Phil. 4


A Summary of Critical Thinking Skills





If you can't do the following things well, then you haven't yet mastered the critical thinking skills needed for college work:

1. Locate the argument in a passage.

2. Detect errors of reasoning and explain how the reasoning is in error.

3. Evaluate evidence and make appropriate inferences from that evidence.

4. Distinguish whether an argument's conclusion follows with certainty or only with probability [i.e., distinguish deductive validity from inductive strength].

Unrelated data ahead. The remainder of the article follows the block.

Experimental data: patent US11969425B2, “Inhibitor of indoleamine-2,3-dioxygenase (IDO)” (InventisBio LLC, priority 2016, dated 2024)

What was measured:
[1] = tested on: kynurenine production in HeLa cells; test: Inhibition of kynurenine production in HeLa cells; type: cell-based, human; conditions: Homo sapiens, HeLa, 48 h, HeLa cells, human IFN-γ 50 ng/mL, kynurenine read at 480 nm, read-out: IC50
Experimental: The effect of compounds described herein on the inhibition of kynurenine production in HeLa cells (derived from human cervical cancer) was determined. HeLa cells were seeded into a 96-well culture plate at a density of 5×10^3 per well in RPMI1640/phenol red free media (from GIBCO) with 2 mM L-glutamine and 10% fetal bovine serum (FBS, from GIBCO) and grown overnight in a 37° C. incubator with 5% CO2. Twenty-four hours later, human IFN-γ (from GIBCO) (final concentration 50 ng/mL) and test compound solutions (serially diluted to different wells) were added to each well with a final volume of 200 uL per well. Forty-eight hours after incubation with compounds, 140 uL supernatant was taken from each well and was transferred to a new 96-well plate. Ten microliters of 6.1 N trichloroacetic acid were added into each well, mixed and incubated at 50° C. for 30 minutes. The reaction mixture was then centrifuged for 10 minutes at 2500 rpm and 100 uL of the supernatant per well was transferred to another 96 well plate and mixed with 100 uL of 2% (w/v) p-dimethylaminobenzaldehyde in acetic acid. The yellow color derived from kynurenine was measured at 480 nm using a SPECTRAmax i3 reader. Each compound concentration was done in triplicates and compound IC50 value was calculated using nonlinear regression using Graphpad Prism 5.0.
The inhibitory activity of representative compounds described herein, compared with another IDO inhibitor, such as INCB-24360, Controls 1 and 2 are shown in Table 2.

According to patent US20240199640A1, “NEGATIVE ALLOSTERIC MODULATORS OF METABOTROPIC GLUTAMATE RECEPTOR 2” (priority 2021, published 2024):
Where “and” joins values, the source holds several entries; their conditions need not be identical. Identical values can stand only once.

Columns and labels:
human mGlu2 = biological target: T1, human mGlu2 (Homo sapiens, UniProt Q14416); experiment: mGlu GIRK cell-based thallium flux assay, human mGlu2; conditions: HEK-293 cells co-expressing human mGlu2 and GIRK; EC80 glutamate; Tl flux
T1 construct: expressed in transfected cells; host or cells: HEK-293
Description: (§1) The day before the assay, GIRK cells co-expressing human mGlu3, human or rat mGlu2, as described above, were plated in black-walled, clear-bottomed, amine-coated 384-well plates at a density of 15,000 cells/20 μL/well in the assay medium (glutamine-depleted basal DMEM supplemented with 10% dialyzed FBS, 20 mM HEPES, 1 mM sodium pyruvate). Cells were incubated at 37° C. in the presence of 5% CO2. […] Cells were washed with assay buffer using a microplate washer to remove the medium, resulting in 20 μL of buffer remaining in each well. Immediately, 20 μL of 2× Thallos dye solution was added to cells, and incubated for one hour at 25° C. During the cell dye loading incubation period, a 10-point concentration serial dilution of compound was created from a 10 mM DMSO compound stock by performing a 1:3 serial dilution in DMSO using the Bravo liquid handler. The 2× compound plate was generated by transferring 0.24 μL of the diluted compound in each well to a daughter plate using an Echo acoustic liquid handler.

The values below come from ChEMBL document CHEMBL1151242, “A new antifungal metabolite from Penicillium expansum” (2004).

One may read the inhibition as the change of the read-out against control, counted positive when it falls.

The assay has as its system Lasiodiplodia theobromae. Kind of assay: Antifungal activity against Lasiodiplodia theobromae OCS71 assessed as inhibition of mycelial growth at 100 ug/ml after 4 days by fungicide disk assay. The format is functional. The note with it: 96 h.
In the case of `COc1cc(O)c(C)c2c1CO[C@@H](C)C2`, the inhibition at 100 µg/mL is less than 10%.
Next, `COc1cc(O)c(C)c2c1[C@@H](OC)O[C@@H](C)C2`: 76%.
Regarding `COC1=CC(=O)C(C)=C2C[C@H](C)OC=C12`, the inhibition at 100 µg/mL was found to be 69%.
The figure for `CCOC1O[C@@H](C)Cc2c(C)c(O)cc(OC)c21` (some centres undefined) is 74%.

5. Identify implicit assumptions.

6. Identify the issue in a disagreement.

7. Detect logical inconsistency.

8. Detect and remove vagueness and ambiguity.

9. Identify the point or purpose of someone's remark. For example, is the person asking something, making a claim, arguing, threatening, or joking?

10. Create an argument that avoids the fallacies and makes a plausible case for a position on an issue.

11. Given an argument on a controversial issue, create a plausble argument that defends a different (or the opposite) conclusion.

12. Detect when someone is asking a bad question because it's loaded, or because it's a red herring.

13. Be able to explain in what way this is analogous to that.

14. Compare the quality of two competing explanations.